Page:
Louise Minchin on her New Year resolution
PUBLISHED: 00:00 29 December 2017
Procrastination is the thief of time, they say. It certainly challenged Chester-based BBC TV presenter Louise...but not in 2018
In 2017 I discovered I was brilliant at something: procrastination.
At the start of the year I was commissioned by Bloomsbury, who publish JK Rowling’s Harry Potter, to write a book called Dare to Tri, about my adventures in triathlon, and my two-year journey from the BBC Breakfast sofa to the World Triathlon Championships competing in the GB age-group team. Given the daunting task of writing 70,000 words in six months, you might assume I would knuckle down and get on with it, using every spare snippet of time I had available. That didn’t happen.
Before I started, I imagined it would be easy to whip up a couple of paragraphs waiting for a coffee, finish a chapter on a train, or type up a race report while the children were doing their homework, but it was much more difficult than I thought. If I opened my computer in any of those situations, within seconds I would be looking at Twitter, replying to an email, checking the headlines, texting a friend, or even flicking through pictures of pugs on Instagram. I was a champion at time-wasting. It was impossible. I couldn’t stop myself being distracted and it very quickly became clear that there was no way the book would get finished if that’s how I tried to write it.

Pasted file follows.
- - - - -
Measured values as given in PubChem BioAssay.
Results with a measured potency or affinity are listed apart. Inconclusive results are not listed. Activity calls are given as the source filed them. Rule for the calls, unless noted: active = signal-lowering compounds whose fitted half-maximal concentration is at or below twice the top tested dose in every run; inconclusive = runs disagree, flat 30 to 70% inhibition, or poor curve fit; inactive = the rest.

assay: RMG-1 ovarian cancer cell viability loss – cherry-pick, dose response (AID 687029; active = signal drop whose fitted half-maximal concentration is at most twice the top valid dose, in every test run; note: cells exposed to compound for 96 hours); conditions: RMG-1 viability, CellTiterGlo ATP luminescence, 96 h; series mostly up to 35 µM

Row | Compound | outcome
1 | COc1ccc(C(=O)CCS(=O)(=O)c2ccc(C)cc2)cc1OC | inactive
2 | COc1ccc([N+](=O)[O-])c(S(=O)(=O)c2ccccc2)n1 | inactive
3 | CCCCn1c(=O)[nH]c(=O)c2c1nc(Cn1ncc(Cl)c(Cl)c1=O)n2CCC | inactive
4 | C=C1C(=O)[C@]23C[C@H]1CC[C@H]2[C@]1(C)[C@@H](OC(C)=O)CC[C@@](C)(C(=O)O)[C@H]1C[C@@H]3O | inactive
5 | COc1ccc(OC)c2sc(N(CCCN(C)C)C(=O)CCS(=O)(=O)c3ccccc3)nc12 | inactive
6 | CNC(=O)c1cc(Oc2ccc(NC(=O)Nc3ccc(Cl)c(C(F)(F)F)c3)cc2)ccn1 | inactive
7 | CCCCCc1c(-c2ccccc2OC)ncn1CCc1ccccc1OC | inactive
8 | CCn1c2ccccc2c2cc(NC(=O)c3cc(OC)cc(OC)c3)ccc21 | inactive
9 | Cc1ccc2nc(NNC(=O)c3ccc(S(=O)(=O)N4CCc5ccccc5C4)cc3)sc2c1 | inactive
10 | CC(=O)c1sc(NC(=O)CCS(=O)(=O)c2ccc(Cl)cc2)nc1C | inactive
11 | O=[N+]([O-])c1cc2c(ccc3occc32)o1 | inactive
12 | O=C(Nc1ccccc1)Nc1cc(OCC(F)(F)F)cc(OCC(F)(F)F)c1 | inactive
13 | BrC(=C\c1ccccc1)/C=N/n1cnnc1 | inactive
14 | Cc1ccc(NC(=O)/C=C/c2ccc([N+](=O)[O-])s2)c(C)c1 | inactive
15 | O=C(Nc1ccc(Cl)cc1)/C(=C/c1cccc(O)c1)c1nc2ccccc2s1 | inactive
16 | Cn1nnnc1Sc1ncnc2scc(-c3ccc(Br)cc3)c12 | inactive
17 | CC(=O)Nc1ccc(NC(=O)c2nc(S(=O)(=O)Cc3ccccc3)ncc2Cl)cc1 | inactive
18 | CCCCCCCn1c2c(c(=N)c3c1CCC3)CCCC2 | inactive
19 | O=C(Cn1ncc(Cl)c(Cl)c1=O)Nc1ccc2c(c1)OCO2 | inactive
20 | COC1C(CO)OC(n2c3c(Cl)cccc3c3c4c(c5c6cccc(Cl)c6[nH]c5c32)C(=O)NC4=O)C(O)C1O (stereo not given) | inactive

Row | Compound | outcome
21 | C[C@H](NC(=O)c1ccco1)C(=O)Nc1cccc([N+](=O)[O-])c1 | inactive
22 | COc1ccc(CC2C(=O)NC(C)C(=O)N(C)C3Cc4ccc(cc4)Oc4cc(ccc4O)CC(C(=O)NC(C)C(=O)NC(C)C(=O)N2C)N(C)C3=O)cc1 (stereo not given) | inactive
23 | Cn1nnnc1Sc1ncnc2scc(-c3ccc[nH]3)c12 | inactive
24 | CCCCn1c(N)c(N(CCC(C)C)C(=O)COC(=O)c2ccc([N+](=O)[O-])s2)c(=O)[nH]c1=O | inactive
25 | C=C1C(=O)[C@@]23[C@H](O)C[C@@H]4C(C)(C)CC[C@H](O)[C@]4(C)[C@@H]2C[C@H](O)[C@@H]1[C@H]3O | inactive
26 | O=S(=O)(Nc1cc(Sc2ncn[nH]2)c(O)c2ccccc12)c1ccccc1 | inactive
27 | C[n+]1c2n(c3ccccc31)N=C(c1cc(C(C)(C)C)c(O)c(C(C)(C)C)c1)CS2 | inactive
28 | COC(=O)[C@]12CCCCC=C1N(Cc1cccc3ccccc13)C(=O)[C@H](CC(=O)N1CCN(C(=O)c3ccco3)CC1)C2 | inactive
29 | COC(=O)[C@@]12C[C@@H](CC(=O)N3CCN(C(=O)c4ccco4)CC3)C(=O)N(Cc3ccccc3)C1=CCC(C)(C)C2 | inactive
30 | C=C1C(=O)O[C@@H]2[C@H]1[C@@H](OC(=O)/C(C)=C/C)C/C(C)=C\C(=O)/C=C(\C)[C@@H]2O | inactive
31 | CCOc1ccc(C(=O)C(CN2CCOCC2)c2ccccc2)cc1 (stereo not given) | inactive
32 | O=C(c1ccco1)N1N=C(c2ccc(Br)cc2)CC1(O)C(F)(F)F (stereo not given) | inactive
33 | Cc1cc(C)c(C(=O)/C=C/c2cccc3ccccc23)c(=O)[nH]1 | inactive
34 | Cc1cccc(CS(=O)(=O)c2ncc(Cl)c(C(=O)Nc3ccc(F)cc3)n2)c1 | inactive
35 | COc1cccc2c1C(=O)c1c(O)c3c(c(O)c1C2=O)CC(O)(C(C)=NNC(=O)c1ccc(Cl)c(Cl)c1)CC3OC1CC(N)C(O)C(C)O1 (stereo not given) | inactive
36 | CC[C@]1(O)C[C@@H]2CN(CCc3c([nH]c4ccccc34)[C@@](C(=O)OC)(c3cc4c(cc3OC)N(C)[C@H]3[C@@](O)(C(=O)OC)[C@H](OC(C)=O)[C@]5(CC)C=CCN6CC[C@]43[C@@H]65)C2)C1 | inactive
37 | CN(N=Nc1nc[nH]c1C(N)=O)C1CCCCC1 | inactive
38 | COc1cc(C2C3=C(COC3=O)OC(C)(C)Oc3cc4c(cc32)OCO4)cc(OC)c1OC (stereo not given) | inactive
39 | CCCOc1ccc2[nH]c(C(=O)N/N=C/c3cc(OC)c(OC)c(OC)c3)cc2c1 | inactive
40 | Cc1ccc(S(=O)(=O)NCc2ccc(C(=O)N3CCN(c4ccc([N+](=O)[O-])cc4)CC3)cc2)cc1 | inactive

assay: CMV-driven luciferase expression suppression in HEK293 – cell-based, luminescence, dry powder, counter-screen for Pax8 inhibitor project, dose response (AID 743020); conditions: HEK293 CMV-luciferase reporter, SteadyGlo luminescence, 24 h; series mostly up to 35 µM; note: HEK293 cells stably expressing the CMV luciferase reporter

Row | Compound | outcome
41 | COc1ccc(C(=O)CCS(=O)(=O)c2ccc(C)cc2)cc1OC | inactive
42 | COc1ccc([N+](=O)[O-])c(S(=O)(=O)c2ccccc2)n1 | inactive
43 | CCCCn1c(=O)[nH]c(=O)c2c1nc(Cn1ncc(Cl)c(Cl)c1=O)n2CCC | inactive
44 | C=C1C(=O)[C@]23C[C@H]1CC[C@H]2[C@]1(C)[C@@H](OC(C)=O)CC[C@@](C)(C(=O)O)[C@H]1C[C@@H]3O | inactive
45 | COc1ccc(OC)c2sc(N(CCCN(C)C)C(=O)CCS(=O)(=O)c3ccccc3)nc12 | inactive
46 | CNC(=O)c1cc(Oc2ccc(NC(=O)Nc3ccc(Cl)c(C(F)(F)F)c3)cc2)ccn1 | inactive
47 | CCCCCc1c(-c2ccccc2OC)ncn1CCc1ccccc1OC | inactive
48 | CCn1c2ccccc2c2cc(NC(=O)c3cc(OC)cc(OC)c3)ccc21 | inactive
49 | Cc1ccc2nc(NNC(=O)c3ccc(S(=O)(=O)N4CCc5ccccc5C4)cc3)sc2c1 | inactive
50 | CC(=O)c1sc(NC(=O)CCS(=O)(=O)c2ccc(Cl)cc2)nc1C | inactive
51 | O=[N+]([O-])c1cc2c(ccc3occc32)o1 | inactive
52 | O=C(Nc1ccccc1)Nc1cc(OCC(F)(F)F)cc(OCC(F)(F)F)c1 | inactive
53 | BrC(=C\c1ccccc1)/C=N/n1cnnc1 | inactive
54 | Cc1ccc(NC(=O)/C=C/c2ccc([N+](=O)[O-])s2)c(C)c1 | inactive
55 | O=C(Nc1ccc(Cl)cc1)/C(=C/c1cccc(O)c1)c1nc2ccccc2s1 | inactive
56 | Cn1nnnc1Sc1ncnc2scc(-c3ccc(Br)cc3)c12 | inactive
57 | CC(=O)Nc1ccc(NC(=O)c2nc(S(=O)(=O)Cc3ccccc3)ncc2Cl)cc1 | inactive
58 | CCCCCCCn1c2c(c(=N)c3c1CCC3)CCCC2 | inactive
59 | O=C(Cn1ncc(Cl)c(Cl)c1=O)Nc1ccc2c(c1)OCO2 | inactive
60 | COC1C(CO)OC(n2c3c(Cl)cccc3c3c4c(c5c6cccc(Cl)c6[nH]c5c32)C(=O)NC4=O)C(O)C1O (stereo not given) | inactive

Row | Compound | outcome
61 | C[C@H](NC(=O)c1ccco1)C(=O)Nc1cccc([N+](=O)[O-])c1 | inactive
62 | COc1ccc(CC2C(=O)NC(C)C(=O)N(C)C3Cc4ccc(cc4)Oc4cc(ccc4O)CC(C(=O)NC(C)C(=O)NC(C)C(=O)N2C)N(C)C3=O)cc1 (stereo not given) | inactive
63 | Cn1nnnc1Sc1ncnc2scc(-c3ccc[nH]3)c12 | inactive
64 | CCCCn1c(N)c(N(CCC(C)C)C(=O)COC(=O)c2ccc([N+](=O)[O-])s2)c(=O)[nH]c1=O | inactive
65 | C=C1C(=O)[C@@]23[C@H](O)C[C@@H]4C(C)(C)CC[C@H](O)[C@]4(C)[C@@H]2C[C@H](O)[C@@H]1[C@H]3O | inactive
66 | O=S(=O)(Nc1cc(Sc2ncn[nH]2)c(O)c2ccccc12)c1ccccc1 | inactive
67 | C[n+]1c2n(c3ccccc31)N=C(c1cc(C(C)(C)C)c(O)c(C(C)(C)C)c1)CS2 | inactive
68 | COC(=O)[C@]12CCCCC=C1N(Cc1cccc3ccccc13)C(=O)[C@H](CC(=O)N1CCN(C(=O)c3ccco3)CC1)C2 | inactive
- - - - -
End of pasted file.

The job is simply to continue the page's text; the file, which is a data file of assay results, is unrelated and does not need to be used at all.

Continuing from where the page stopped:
I needed to do something drastic and decided that the only option was a total internet blackout for a day at a time.
That’s how my writing days became sacrosanct. At 9am on the dot I would turn off my phone, put my iPad out of reach and sit down at the kitchen table and force myself to write for an hour-and-a-half, have a twenty minute break and then sit down for another hour-and-a-half until it was time to pick up my daughters from school. The only thing I might let myself do, occasionally, was throw a ball for Waffle, my very patient Labrador.
At first it was tricky, and I would catch myself out reaching for my phone like an automatic reflex, but once I got used to switching off all the distractions, I loved it, the hours flew by and the words soon became chapters. I started looking forward to my writing days and would be disappointed if I had to miss them.
Over those six months I learnt a valuable lesson, how to conquer procrastination, and as a bonus I wrote a book. Hopefully it’s a lesson I will remember for 2018, and it can be one of my New Year resolutions, no procrastination.